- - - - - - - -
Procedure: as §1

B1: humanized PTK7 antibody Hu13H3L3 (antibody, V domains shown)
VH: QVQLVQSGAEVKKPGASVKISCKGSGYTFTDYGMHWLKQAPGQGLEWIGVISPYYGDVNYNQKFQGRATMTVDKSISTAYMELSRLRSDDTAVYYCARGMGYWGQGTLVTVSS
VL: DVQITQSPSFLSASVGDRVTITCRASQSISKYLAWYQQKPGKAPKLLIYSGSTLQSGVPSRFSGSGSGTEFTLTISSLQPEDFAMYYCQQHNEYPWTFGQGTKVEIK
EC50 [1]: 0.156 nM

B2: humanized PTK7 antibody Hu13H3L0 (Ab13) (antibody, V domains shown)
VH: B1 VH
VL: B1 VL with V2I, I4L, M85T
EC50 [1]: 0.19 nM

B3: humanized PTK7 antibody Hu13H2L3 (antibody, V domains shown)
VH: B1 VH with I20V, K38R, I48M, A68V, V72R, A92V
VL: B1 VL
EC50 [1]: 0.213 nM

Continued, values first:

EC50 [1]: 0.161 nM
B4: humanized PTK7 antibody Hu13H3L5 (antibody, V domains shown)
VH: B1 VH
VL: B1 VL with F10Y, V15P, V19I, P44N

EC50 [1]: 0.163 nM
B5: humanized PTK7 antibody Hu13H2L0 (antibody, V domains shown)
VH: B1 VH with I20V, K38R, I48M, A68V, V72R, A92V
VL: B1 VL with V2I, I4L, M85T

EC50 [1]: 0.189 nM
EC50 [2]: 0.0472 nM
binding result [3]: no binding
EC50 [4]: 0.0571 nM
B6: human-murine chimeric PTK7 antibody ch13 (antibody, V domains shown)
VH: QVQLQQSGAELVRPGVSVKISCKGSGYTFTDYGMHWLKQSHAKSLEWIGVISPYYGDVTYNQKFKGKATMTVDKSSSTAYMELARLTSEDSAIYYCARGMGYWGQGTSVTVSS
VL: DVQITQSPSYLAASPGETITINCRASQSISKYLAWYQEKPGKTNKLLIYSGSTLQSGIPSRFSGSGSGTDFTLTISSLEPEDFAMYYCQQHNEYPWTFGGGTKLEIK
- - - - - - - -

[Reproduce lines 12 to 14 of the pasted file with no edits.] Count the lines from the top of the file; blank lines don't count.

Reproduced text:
VL: B1 VL
EC50 [1]: 0.213 nM

Continued, values first: